Johannes Vermeer, The Art of Painting

Johannes Vermeer, The Art of Painting, 1666-69, oil on canvas, 130 x 110 cm (Kunsthistorisches Museum, Vienna)

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Dr. Steven Zucker: [0:04] We’re in the Kunsthistorisches Museum in Vienna, and we’re looking at Jan Vermeer’s “The Art of Painting,” which is a painting of a painter painting a painting.

Dr. Beth Harris: [0:14] It is indeed, and he’s painting a model who he’s going to transform into the muse of history. She is Clio. We can identify her by what she holds, the trumpet and the book, and also the laurel leaves on her head. She’s an allegorical figure. We might think about the Statue of Liberty, for example.

Dr. Zucker: [0:34] That idea of painting’s power to transform is actually central to this image.

Dr. Harris: [0:39] Doesn’t it feel as though we have a privileged view into the studio? Look at the curtain that’s been drawn back, that takes up the top quarter of the painting. We’re looking at a scene that we don’t normally get to see.

Dr. Zucker: [0:52] If you look at that curtain that’s been drawn back, there’s a kind of interesting optical quality. It’s a little bit out of focus. It shimmers and shines, but the points of light are a little too big. It’s as if the entire painting doesn’t resolve until you get to what the artist himself is looking at, that is, his model. That’s where we start to see a clarified focus.

[1:12] It’s almost as if the painting has a depth of field, so much so that some art historians have suggested that perhaps he was using a camera obscura — that is, a kind of simple early camera without film — to begin to process the transformation of the three-dimensional onto the two-dimensional plane.

Dr. Harris: [1:30] The subject always, with Vermeer, is light. We don’t see the source of the light, which is behind that curtain, but the light filters onto the chandelier above, onto the muse of history, onto the objects on the table, across the floor, on the artist’s stockinged feet, on the tiles, catching the brass tacks on that upholstered chair on the right. I mean, we can follow its pathway.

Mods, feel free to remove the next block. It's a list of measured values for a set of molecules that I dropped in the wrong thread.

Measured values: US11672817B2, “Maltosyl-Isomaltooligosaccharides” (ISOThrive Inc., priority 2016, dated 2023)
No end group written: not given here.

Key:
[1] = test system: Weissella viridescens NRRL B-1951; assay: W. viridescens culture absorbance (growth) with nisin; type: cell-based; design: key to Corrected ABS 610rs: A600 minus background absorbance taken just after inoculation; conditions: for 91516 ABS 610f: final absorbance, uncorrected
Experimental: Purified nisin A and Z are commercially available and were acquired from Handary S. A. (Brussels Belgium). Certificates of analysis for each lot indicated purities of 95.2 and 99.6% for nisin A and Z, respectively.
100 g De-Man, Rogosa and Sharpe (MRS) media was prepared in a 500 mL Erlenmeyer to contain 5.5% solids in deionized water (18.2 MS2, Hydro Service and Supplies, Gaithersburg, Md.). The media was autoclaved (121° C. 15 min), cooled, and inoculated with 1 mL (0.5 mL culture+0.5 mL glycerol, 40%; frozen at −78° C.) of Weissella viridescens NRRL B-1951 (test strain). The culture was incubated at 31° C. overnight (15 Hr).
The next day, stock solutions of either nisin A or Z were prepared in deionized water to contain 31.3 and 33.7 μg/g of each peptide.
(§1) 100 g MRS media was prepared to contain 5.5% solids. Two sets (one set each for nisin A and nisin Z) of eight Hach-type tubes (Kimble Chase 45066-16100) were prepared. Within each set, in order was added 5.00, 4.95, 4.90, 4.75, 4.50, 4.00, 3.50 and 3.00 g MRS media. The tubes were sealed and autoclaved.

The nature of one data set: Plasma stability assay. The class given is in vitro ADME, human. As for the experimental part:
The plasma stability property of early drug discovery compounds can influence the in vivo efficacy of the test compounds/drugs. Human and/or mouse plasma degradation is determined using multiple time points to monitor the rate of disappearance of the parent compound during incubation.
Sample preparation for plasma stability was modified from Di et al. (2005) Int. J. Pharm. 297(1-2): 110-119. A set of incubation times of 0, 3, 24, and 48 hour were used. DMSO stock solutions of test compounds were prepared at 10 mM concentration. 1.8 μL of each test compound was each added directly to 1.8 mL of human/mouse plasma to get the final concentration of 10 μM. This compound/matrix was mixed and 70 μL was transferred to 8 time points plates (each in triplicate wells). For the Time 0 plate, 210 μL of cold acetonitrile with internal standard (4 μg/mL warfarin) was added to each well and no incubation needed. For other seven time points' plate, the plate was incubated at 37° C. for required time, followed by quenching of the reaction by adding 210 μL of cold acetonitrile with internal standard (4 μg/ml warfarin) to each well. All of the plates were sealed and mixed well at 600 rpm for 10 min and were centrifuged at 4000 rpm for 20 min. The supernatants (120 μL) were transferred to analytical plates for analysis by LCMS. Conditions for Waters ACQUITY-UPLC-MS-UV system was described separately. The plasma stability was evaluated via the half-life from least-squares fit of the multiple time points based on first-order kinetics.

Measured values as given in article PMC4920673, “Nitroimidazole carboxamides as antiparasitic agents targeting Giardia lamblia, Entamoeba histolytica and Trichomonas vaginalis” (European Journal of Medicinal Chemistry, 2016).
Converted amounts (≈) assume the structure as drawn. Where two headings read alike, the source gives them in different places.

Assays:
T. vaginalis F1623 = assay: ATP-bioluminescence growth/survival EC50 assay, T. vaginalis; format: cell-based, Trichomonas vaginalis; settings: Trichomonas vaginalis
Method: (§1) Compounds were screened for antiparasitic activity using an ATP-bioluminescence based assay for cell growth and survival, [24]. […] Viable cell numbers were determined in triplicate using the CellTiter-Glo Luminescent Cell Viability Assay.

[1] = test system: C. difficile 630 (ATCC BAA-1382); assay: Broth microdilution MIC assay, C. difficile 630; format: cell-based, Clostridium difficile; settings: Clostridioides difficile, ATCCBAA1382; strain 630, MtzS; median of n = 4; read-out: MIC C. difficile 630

Dr. Zucker: [1:56] I especially love the way the light catches the ridging on the map itself and creates these highlights and shadows.

Dr. Harris: [2:03] Look at the artist. He’s dressed up too. He’s dressed up the model, but he’s wearing something fancier than the artist would traditionally wear in the studio. This black vest that has these openings and slits in it, and this really nice hat.

Dr. Zucker: [2:18] The bright orange leggings.

Dr. Harris: [2:20] This is an image that was obviously important to Vermeer. It’s larger than most of his work. The artist in it is dressed up. It was still in his possession at the time of his death. His wife tried to save it from his creditors, who were after his estate, which was heavily in debt. This is an important painting.

Dr. Zucker: [2:40] It reminds me actually of the painting “Las Meninas” by Velazquez, where the artist paints a self-portrait. In that case, we can see his face, but he’s dressed in a very formal manner, in a way that is meant to place the artist within society at a very high level…

Dr. Harris: [2:55] Exactly.

Dr. Zucker: [2:55] …and dignify the profession. Vermeer paints in such a careful and defined way that we might look in past the frame of the canvas and think to ourselves that we’re looking into this room, but the fact that Vermeer has depicted an artist painting reminds us that this is simply a construction, that this is an artificial image.

Dr. Harris: [3:16] Ironically, this painting has a very complex and disturbing history in some ways.

Dr. Zucker: [3:22] Vermeer’s modest reputation really dissipated in the 18th century. He was forgotten, but the painting reemerges in the early 19th century and somebody added the signature of an artist who was better known.

Dr. Harris: [3:35] Luckily though, a Vermeer scholar later in the 19th century recognized it as a real Vermeer. Ever since then, Vermeer’s reputation has only increased.

Dr. Zucker: [3:45] By the time we get to the early 20th century, this painting is wildly valuable but the owner tries to sell it. The American financier Mellon tries to buy it, and because of export restrictions, laws that did not allow for important historical or artistic works to be let out of the country, that sale was stopped.

Dr. Harris: [4:04] The person who does end up buying it is Adolf Hitler.

Dr. Zucker: [4:08] Hitler loved art. He wanted to be an artist early in his life.

Dr. Harris: [4:11] He amassed an enormous collection of art, and their idea was to make a museum of all the great masterpieces of European art.

Dr. Zucker: [4:18] The painting was delivered to Hitler at his private residence in Munich, and it stayed there until it was packed away for safekeeping during the war.

Dr. Harris: [4:26] At the end of the war, the painting was recovered by the Allied forces and returned to the museum in Vienna. It’s interesting to me that a painting that is about the role of art and history and the role of the artist in making history has such a complex and disturbing history itself.

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Cite this page as: Dr. Steven Zucker and Dr. Beth Harris, "Johannes Vermeer, The Art of Painting," in Smarthistory, December 11, 2015, accessed July 20, 2024,